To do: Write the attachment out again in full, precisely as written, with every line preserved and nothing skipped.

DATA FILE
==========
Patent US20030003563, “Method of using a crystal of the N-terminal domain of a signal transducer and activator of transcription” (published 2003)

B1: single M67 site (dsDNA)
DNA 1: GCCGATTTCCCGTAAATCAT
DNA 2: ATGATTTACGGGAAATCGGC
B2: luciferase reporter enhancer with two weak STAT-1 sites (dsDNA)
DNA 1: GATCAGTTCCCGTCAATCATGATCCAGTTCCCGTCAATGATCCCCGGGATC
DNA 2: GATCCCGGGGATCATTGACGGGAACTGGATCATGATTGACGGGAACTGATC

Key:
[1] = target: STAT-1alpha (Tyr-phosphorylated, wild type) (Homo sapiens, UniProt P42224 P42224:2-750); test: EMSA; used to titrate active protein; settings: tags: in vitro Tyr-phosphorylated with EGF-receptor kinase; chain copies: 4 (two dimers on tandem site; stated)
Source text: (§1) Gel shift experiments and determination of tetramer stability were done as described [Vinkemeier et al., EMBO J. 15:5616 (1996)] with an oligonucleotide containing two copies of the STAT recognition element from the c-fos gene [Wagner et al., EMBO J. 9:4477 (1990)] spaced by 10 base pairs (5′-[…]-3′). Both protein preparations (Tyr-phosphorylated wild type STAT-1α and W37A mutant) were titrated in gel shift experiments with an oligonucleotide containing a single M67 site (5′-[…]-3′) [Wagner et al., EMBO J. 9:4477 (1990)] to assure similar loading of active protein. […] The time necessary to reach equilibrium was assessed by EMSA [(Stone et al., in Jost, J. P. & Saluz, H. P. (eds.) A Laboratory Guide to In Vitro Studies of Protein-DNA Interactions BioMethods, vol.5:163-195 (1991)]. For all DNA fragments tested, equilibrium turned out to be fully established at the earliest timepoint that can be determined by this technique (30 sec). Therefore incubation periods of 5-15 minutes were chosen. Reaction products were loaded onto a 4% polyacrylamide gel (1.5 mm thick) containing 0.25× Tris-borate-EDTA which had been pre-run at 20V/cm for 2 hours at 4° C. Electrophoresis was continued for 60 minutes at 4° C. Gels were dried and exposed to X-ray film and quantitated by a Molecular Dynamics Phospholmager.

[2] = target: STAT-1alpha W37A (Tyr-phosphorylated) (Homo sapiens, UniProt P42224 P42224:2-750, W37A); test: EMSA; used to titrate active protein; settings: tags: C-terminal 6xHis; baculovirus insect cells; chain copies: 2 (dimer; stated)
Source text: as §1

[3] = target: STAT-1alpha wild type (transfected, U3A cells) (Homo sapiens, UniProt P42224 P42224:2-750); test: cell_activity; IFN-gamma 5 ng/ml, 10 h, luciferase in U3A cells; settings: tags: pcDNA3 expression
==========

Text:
Patent US20030003563, “Method of using a crystal of the N-terminal domain of a signal transducer and activator of transcription” (published 2003)

B1: single M67 site (dsDNA)
DNA 1: GCCGATTTCCCGTAAATCAT
DNA 2: ATGATTTACGGGAAATCGGC
B2: luciferase reporter enhancer with two weak STAT-1 sites (dsDNA)
DNA 1: GATCAGTTCCCGTCAATCATGATCCAGTTCCCGTCAATGATCCCCGGGATC
DNA 2: GATCCCGGGGATCATTGACGGGAACTGGATCATGATTGACGGGAACTGATC

Key:
[1] = target: STAT-1alpha (Tyr-phosphorylated, wild type) (Homo sapiens, UniProt P42224 P42224:2-750); test: EMSA; used to titrate active protein; settings: tags: in vitro Tyr-phosphorylated with EGF-receptor kinase; chain copies: 4 (two dimers on tandem site; stated)
Source text: (§1) Gel shift experiments and determination of tetramer stability were done as described [Vinkemeier et al., EMBO J. 15:5616 (1996)] with an oligonucleotide containing two copies of the STAT recognition element from the c-fos gene [Wagner et al., EMBO J. 9:4477 (1990)] spaced by 10 base pairs (5′-[…]-3′). Both protein preparations (Tyr-phosphorylated wild type STAT-1α and W37A mutant) were titrated in gel shift experiments with an oligonucleotide containing a single M67 site (5′-[…]-3′) [Wagner et al., EMBO J. 9:4477 (1990)] to assure similar loading of active protein. […] The time necessary to reach equilibrium was assessed by EMSA [(Stone et al., in Jost, J. P. & Saluz, H. P. (eds.) A Laboratory Guide to In Vitro Studies of Protein-DNA Interactions BioMethods, vol.5:163-195 (1991)]. For all DNA fragments tested, equilibrium turned out to be fully established at the earliest timepoint that can be determined by this technique (30 sec). Therefore incubation periods of 5-15 minutes were chosen. Reaction products were loaded onto a 4% polyacrylamide gel (1.5 mm thick) containing 0.25× Tris-borate-EDTA which had been pre-run at 20V/cm for 2 hours at 4° C. Electrophoresis was continued for 60 minutes at 4° C. Gels were dried and exposed to X-ray film and quantitated by a Molecular Dynamics Phospholmager.

[2] = target: STAT-1alpha W37A (Tyr-phosphorylated) (Homo sapiens, UniProt P42224 P42224:2-750, W37A); test: EMSA; used to titrate active protein; settings: tags: C-terminal 6xHis; baculovirus insect cells; chain copies: 2 (dimer; stated)
Source text: as §1

[3] = target: STAT-1alpha wild type (transfected, U3A cells) (Homo sapiens, UniProt P42224 P42224:2-750); test: cell_activity; IFN-gamma 5 ng/ml, 10 h, luciferase in U3A cells; settings: tags: pcDNA3 expression